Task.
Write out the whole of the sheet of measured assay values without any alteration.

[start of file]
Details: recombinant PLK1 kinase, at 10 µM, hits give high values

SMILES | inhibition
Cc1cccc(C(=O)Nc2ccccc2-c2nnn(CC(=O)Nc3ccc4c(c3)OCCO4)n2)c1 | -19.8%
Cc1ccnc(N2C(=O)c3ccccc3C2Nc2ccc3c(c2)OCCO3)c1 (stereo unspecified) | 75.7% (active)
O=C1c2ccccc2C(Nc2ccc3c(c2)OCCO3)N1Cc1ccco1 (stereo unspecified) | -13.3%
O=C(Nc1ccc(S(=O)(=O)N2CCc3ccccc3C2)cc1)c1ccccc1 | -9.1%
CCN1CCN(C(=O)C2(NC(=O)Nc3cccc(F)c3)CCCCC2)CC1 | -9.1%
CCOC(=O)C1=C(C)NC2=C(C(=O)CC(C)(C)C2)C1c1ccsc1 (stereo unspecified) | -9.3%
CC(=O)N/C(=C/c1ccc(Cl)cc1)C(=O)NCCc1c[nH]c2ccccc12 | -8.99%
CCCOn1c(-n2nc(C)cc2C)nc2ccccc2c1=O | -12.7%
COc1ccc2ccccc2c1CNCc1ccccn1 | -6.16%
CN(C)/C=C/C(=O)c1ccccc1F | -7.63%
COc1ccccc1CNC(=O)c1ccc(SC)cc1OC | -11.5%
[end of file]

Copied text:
Details: recombinant PLK1 kinase, at 10 µM, hits give high values

SMILES | inhibition
Cc1cccc(C(=O)Nc2ccccc2-c2nnn(CC(=O)Nc3ccc4c(c3)OCCO4)n2)c1 | -19.8%
Cc1ccnc(N2C(=O)c3ccccc3C2Nc2ccc3c(c2)OCCO3)c1 (stereo unspecified) | 75.7% (active)
O=C1c2ccccc2C(Nc2ccc3c(c2)OCCO3)N1Cc1ccco1 (stereo unspecified) | -13.3%
O=C(Nc1ccc(S(=O)(=O)N2CCc3ccccc3C2)cc1)c1ccccc1 | -9.1%
CCN1CCN(C(=O)C2(NC(=O)Nc3cccc(F)c3)CCCCC2)CC1 | -9.1%
CCOC(=O)C1=C(C)NC2=C(C(=O)CC(C)(C)C2)C1c1ccsc1 (stereo unspecified) | -9.3%
CC(=O)N/C(=C/c1ccc(Cl)cc1)C(=O)NCCc1c[nH]c2ccccc12 | -8.99%
CCCOn1c(-n2nc(C)cc2C)nc2ccccc2c1=O | -12.7%
COc1ccc2ccccc2c1CNCc1ccccn1 | -6.16%
CN(C)/C=C/C(=O)c1ccccc1F | -7.63%
COc1ccccc1CNC(=O)c1ccc(SC)cc1OC | -11.5%